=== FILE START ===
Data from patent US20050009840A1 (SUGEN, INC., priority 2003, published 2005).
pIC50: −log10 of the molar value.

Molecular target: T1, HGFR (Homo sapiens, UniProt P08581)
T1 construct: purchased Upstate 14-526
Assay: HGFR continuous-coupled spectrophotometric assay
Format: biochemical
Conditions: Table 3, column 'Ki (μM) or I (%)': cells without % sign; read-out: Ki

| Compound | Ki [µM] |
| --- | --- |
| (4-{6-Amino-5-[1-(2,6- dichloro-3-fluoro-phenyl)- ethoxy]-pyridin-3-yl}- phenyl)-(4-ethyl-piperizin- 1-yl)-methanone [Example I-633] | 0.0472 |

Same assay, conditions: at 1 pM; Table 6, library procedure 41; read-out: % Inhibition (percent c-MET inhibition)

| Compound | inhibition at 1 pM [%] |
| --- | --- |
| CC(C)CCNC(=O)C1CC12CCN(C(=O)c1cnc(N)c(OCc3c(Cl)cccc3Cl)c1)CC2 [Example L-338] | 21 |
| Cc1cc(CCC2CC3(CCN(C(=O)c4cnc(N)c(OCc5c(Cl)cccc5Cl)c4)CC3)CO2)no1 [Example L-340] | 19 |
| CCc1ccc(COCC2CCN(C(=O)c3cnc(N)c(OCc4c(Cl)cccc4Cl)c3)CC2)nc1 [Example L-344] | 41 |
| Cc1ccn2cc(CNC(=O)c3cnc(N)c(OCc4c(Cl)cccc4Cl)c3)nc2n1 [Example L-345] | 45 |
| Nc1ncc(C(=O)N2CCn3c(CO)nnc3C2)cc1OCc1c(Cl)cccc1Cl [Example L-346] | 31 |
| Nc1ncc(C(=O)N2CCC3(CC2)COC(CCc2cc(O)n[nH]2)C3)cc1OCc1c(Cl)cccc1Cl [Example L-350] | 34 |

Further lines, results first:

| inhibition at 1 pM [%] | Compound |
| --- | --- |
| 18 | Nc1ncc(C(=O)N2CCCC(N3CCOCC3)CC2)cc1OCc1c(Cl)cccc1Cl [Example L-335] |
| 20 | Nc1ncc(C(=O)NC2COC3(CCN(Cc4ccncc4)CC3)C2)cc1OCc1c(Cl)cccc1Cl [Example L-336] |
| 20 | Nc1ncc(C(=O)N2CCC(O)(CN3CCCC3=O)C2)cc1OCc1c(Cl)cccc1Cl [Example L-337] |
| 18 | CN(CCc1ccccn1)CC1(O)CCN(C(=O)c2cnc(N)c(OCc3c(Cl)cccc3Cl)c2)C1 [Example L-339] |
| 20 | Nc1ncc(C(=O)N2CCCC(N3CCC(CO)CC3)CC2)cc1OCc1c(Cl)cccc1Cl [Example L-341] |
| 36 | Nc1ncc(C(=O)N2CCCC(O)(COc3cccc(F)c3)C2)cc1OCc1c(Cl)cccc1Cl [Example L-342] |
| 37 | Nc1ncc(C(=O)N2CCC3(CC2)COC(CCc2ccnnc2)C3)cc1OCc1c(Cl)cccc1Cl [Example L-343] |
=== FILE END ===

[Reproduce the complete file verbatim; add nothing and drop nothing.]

Data from patent US20050009840A1 (SUGEN, INC., priority 2003, published 2005).
pIC50: −log10 of the molar value.

Molecular target: T1, HGFR (Homo sapiens, UniProt P08581)
T1 construct: purchased Upstate 14-526
Assay: HGFR continuous-coupled spectrophotometric assay
Format: biochemical
Conditions: Table 3, column 'Ki (μM) or I (%)': cells without % sign; read-out: Ki

| Compound | Ki [µM] |
| --- | --- |
| (4-{6-Amino-5-[1-(2,6- dichloro-3-fluoro-phenyl)- ethoxy]-pyridin-3-yl}- phenyl)-(4-ethyl-piperizin- 1-yl)-methanone [Example I-633] | 0.0472 |

Same assay, conditions: at 1 pM; Table 6, library procedure 41; read-out: % Inhibition (percent c-MET inhibition)

| Compound | inhibition at 1 pM [%] |
| --- | --- |
| CC(C)CCNC(=O)C1CC12CCN(C(=O)c1cnc(N)c(OCc3c(Cl)cccc3Cl)c1)CC2 [Example L-338] | 21 |
| Cc1cc(CCC2CC3(CCN(C(=O)c4cnc(N)c(OCc5c(Cl)cccc5Cl)c4)CC3)CO2)no1 [Example L-340] | 19 |
| CCc1ccc(COCC2CCN(C(=O)c3cnc(N)c(OCc4c(Cl)cccc4Cl)c3)CC2)nc1 [Example L-344] | 41 |
| Cc1ccn2cc(CNC(=O)c3cnc(N)c(OCc4c(Cl)cccc4Cl)c3)nc2n1 [Example L-345] | 45 |
| Nc1ncc(C(=O)N2CCn3c(CO)nnc3C2)cc1OCc1c(Cl)cccc1Cl [Example L-346] | 31 |
| Nc1ncc(C(=O)N2CCC3(CC2)COC(CCc2cc(O)n[nH]2)C3)cc1OCc1c(Cl)cccc1Cl [Example L-350] | 34 |

Further lines, results first:

| inhibition at 1 pM [%] | Compound |
| --- | --- |
| 18 | Nc1ncc(C(=O)N2CCCC(N3CCOCC3)CC2)cc1OCc1c(Cl)cccc1Cl [Example L-335] |
| 20 | Nc1ncc(C(=O)NC2COC3(CCN(Cc4ccncc4)CC3)C2)cc1OCc1c(Cl)cccc1Cl [Example L-336] |
| 20 | Nc1ncc(C(=O)N2CCC(O)(CN3CCCC3=O)C2)cc1OCc1c(Cl)cccc1Cl [Example L-337] |
| 18 | CN(CCc1ccccn1)CC1(O)CCN(C(=O)c2cnc(N)c(OCc3c(Cl)cccc3Cl)c2)C1 [Example L-339] |
| 20 | Nc1ncc(C(=O)N2CCCC(N3CCC(CO)CC3)CC2)cc1OCc1c(Cl)cccc1Cl [Example L-341] |
| 36 | Nc1ncc(C(=O)N2CCCC(O)(COc3cccc(F)c3)C2)cc1OCc1c(Cl)cccc1Cl [Example L-342] |
| 37 | Nc1ncc(C(=O)N2CCC3(CC2)COC(CCc2ccnnc2)C3)cc1OCc1c(Cl)cccc1Cl [Example L-343] |